Some of the organisms such as Tesseropora Roseas (Barnacles) and Knobbly Winks have different adaptations, which allow them to survive in these harsh conditions. Competition with other organisms, availability of food and predation can also affect the abundance and distribution of rock-shelf organisms. To determine the abundance and distribution of these rock-shelf organisms a quadrat with an area of 0.5m2 was used. It was placed randomly in each location. Location 1 was above the high tide mark, Location 2 the tidal rock pools and location 3 the low tide mark.
The Analysis of Shellfish Muscel Proteins in Regard to Evolutionary Change Ramin Baimaninejad Lazia Leon-Guerrero Claire Edwards Michael Yacoub BIOL&212L Abstract: When observing the morphology of mussels, scallops, oysters, and clams one can observe the similarities in physical structure; the question is posed as to whether these traits are due to convergent evolution or genetic similarities. To better understand the evolutionary relationships between the shellfish muscle protein analysis was performed to find similarities and differences between the organisms. Samples of isolated proteins were extracted from the four stated species; shrimp protein was also extracted to serve as an out-group. The protein samples were analyzed via gel electrophoresis and protein mass fragments were weighed. It was found that scallops and clams had the closest relationship with a 44% protein match.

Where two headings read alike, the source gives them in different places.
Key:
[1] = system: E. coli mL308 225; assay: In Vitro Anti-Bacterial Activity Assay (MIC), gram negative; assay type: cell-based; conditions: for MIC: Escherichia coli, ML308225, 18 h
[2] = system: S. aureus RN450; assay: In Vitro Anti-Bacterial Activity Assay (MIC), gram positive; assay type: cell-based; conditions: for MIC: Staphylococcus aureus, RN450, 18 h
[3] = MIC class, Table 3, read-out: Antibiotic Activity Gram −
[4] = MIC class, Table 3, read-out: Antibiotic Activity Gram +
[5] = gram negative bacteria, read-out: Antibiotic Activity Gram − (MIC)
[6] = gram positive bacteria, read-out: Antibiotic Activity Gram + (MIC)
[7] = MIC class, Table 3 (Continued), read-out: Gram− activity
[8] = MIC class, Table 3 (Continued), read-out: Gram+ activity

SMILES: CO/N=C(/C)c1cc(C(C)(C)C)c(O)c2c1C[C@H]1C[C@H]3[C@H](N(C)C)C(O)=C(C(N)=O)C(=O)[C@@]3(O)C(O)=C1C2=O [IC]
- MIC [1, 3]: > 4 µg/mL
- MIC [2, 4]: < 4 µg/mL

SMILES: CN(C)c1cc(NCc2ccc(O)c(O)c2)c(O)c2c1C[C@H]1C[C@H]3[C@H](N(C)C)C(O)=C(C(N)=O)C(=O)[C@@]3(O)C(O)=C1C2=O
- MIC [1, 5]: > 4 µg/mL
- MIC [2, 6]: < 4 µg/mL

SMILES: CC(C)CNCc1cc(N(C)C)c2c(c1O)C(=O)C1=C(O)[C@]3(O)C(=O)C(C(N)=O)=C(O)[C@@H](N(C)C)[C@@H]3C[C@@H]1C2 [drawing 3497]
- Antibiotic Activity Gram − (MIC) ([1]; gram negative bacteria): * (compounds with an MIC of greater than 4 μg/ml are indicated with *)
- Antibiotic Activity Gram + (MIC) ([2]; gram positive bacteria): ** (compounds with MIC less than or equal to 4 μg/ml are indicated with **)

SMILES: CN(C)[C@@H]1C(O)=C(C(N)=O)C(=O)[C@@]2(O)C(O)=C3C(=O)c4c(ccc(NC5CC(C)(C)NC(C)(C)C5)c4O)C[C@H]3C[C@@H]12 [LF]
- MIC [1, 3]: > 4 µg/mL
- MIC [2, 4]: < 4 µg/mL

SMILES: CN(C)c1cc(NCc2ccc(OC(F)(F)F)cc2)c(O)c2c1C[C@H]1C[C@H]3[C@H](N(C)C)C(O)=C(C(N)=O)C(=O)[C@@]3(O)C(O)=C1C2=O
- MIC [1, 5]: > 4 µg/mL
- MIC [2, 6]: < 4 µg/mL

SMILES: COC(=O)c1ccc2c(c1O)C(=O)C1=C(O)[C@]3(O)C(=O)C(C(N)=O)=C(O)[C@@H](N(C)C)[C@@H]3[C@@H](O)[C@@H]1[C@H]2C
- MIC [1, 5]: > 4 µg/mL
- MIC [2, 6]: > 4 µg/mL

Evolution gives rise to diversity. The features of a common ancestor may have developed and been adapted for different environmental conditions, resulting in morphological differences between present day organisms. In order to make sense of the large diversity and form relationships between the organisms, organisms are classified into different groups. Members of each group have certain shared characteristics that distinguish them from members of other groups. This essay will compare two vermiform phyla, Platyhelminthes and Nematoda in terms of their physical traits, biological systems as well as ecological importance.